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Saturday, 25 June 2011 00:10
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On August 29, 2005 the most catastrophic natural disaster in our Nation’s history struck the Gulf Coast states of Alabama, Mississippi, and Louisiana causing billions of dollars in damage, over 2,000 deaths, and permanently


changing the lives of tens of thousands of good people.

The news media chose to highlight New Orleans primarily because of the large concentration of population that were tragically caught in floods caused by breaks in levees, failure of pumps, and tidal surges. These displaced thousands either did not have the means to evacuate or chose to remain in their homes—something they had done through so many previous storms.

There may be a debate as to whether the extent of damage and death would have occurred had these levees held strong and pumps continued to operate. The pictures in national media told the story of a slow national, state, and local response in the hours, days, and weeks following August 29.

The tragic stories are real, the photos and videos give an accurate picture of the areas affected; but for those residents of New Orleans and surrounding areas who traveled the city in the months following the storm, the devastation, although significant, was not universal. There were areas where flooding was not a factor and wind damage minimal. One such area was the French Quarter which was up and open for business within two weeks following the storm. Now, don’t be mistaken in assuming the Quarter was filled with tourists. Most people walking around the area were inhabitants, city and state police, National Guard troops, and curious sightseers.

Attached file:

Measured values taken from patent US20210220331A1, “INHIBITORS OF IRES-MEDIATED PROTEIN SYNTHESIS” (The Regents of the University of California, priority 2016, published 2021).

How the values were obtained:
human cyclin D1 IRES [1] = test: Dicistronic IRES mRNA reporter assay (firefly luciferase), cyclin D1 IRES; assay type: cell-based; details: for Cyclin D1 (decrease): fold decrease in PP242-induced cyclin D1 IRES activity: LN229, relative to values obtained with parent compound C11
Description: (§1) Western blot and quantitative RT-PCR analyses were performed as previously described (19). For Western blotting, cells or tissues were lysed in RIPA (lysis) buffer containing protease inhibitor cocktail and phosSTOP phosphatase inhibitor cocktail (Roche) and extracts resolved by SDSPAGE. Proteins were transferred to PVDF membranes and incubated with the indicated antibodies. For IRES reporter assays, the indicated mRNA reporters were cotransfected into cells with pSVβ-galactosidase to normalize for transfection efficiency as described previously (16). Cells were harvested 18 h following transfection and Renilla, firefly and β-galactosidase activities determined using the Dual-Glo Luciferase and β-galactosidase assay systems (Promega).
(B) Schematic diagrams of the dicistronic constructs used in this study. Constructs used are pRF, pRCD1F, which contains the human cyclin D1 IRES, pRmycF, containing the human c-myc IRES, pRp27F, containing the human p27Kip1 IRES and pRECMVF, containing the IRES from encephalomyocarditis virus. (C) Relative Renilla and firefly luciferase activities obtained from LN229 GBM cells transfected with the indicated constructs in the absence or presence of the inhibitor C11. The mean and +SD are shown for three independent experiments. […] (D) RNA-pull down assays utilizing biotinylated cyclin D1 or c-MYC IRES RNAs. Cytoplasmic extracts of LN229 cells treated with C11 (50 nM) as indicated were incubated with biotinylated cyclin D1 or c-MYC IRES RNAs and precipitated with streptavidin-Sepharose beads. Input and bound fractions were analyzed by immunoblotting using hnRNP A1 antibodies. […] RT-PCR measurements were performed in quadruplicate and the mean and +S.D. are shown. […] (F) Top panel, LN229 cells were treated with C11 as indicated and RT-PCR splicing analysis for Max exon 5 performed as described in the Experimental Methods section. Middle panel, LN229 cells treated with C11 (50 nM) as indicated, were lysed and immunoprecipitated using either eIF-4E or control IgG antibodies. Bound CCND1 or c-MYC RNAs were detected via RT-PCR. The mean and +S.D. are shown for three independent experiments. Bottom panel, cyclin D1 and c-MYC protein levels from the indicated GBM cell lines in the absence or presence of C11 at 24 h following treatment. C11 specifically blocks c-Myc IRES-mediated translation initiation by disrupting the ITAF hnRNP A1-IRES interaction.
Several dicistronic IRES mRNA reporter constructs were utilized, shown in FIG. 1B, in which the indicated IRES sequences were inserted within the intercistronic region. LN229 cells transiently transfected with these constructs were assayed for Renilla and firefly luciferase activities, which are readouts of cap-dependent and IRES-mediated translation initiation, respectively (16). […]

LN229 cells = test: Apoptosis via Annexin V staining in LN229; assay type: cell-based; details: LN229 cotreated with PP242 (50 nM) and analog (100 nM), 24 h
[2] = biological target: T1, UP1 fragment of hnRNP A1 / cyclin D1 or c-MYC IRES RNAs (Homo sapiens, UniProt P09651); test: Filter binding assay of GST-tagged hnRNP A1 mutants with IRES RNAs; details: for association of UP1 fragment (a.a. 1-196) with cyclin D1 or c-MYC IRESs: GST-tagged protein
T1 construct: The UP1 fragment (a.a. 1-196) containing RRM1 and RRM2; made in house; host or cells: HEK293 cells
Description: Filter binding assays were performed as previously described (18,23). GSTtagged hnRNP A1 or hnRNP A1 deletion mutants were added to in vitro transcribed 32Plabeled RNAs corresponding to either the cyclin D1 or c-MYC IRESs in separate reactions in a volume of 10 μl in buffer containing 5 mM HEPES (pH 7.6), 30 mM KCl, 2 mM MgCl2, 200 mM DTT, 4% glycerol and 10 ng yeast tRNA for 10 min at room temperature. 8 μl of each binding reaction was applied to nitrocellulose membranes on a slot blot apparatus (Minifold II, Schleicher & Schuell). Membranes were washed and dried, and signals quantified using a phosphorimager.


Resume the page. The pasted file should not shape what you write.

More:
The Armstrong International Airport was shut down for many weeks and downtown hotels sustained significant water damage due to window breakage and roof damage. Support service companies and thousands of employees were non-existent, making it impossible to expect a quick response to accommodate visitors.

But the city has made a comeback. Hotel rooms are 99% available, conventions are returning, thousands of visitors have returned to over 900 re-opened restaurants, and the number of flights coming into the airport are increasing daily. A good indication of this recovery occurred nearly two years ago when the New Orleans Saints hosted the Atlanta Falcons on Monday Night Football. Visitors and locals packed the Superdome, a very important landmark representing the spirit of the population. Commentators and television viewers were amazed at the level of enthusiasm in just over a year following Katrina.

Festivals, including Mardis Gras, have returned and thousands are once again enjoying the culture of this amazing city. So if you are hesitant about travel and expecting flood-ravaged homes, know that, for visitors the doors are open.

As a final note: yes there are still thousands of homes still awaiting insurance and government aid in outlying areas; and many, many people are still unable to return to New Orleans. For these people, our hearts go out, but the pulse of this city is steady and strong. So check your travel itinerary and plan a trip to New Orleans that will prove to be as interesting and enjoyable as ever!


Last Updated on Tuesday, 05 July 2011 16:31